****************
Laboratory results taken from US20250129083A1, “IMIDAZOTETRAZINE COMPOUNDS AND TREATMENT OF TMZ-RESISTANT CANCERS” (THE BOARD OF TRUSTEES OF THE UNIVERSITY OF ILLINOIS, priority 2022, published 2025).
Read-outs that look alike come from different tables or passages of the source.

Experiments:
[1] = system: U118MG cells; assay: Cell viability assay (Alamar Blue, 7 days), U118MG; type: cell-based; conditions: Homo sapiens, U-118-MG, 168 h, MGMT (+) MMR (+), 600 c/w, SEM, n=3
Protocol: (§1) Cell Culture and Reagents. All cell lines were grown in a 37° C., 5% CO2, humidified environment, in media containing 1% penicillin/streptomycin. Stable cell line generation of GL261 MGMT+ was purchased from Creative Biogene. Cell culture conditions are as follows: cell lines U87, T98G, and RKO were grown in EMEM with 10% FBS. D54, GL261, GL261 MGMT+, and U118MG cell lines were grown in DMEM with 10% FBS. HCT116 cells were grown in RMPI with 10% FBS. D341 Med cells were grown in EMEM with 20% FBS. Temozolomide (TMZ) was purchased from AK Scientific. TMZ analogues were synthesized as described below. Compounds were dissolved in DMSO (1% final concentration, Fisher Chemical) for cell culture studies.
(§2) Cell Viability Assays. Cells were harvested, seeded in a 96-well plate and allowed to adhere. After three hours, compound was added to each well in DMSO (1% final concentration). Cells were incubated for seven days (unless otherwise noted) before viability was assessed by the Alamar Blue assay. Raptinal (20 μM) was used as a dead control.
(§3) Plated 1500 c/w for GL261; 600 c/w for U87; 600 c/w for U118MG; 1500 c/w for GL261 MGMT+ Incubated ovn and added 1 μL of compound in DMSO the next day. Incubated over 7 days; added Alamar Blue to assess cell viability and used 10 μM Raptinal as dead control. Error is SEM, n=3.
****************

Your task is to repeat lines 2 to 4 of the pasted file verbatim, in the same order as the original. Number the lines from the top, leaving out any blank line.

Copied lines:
Read-outs that look alike come from different tables or passages of the source.

Experiments:
[1] = system: U118MG cells; assay: Cell viability assay (Alamar Blue, 7 days), U118MG; type: cell-based; conditions: Homo sapiens, U-118-MG, 168 h, MGMT (+) MMR (+), 600 c/w, SEM, n=3